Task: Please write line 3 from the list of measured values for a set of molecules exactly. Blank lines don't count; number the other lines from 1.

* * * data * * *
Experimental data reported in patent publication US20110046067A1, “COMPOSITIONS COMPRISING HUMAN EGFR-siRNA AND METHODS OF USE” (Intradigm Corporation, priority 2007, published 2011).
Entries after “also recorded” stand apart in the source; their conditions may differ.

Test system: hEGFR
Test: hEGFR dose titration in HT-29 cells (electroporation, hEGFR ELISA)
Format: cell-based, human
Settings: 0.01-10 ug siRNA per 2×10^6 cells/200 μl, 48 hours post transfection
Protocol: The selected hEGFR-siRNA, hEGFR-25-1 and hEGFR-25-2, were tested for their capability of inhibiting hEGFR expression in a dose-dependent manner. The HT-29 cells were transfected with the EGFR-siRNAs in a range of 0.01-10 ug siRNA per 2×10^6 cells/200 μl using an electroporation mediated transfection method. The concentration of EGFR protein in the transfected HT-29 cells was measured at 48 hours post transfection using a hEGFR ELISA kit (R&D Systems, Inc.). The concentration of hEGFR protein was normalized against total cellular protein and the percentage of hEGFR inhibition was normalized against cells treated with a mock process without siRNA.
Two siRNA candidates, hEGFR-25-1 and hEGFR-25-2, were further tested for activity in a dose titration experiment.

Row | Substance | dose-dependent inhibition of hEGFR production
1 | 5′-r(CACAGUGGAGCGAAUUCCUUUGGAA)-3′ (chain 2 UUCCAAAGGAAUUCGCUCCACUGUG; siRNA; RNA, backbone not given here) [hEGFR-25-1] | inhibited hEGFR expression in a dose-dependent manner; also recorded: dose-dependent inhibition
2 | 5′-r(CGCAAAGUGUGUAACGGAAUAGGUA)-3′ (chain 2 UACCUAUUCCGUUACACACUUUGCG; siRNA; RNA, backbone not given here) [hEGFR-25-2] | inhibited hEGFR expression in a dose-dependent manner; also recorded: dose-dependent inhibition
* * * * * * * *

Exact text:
Test system: hEGFR